According to data provided by the Justice and Peace Commission of the Pakistani Bishops, including Agnes, there have been 16 Christian women accused and imprisoned between 1987 and 2010 (in addition to a Muslim woman and a Hindu), but many other cases escape inclusion, because they did not end with a formal complaint.

Bahrain: Two Seas, Two Sects

By Lauren Vriens for The Huffington Post

For the past six months, I’ve lived in a country nicknamed the Las Vegas of the Middle East, replete with neon lights, clubs and prostitutes. But I’ve also been living in a country of sandy villages, lined with black flags and small mosques. This is Bahrain. The country’s name means “two seas” in Arabic, but it might as well be a metaphor for its division between two sects.

After the first protester died on February 14, the existing tensions between the Sunnis and the Shia have heightened. Some observers say this clash has its roots in a geo-religious power struggle between Shia Iran and Sunni Saudi Arabia; the more likely story is one of tension between the “haves” and the “have-nots.”

The country is rife with rumors that every Shia household has either a Hezbollah flag or a picture of Ayatollah Khomeini hanging in the living room. But as hard as journalists tried to press at Pearl Roundabout, the locus of the demonstrations, protesters just shrugged when asked about Iran’s influence. “This isn’t about Iran. This is about me being able to feed my children,” one woman said.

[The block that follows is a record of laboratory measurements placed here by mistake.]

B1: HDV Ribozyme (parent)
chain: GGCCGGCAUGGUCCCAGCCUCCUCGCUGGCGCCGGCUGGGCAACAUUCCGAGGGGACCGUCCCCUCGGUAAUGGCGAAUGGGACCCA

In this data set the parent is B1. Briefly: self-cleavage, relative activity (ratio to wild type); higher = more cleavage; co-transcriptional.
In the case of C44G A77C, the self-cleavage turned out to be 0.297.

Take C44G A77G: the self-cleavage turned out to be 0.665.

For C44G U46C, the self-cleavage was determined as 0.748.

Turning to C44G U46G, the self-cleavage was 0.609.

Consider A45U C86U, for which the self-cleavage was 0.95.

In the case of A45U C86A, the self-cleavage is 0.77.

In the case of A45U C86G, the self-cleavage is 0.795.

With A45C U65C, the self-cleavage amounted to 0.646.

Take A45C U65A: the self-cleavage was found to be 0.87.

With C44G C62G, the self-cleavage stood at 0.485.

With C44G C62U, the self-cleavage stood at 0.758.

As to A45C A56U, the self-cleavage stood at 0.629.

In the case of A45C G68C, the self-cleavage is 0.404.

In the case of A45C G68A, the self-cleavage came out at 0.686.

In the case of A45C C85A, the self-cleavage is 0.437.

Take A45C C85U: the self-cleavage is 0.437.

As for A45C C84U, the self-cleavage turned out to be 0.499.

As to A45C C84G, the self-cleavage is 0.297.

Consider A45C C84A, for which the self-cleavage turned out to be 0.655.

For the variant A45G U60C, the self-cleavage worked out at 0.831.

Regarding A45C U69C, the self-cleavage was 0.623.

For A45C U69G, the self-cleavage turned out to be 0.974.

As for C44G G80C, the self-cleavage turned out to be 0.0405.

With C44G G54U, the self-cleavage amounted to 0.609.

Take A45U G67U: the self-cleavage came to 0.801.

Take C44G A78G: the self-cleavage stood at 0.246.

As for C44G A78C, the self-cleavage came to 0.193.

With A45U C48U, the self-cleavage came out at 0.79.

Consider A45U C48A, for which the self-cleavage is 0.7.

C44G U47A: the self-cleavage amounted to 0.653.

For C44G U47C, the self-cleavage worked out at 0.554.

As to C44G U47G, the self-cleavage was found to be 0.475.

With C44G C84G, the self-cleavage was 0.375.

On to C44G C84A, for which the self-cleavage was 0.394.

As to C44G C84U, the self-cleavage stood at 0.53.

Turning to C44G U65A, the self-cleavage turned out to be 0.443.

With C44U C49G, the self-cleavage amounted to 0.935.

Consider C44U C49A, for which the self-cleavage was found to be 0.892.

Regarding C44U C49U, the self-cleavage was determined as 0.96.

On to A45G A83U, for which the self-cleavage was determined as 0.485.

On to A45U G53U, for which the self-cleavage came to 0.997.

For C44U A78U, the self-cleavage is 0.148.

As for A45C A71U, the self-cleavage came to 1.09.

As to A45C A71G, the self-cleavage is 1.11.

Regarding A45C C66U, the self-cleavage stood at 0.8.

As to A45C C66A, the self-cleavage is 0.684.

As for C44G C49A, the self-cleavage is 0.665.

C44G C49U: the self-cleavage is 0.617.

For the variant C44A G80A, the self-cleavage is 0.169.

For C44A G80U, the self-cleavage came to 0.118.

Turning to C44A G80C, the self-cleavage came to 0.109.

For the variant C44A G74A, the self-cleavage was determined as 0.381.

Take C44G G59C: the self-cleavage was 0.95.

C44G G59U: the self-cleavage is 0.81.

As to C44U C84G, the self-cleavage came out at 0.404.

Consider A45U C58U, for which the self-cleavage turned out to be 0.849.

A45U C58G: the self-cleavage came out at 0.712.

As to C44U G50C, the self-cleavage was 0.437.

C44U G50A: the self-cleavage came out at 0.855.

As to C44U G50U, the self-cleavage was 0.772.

On Monday night, there were allegedly 300,000 people protesting around the Grand Mosque in favor of the government. Only 20 minutes away, a hundred thousand, if not more (no Bahraini newspaper has provided an estimate), were protesting against the regime.

Shias will say that the pro-government rally was half comprised of wealthy Sunnis who benefit from the status quo, made clear from their accessories of Gucci sunglasses and Hummers. The rest of the rally-goers were Sunnis from Pakistan, India, Yemen, Syria and other countries, speed-tracked to citizenship by the government to increase the Sunni percentage of the population.

Since the Iranian revolution in 1979, there has been a palpable fear among Sunnis that Bahrain is one step away from becoming a mini-Iran, where women are required by law to wear black chadors and the only alcohol to be found is fermented in the neighbor’s bathtub.

An allegiance between Bahrain and religiously strident Iran is the Sunni minority’s worst fear — much of the country’s wealth is dependent on its vices. The money generated from Saudi weekend tourists looking for a good time consists of nearly 25% of the economy according to the U.S. Embassy. If democracy comes to Bahrain, the majority Shia population could, conceivably, end all the fun and harm the economy.